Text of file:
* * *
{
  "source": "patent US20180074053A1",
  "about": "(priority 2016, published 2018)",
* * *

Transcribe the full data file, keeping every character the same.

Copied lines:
{
  "source": "patent US20180074053A1",
  "about": "(priority 2016, published 2018)",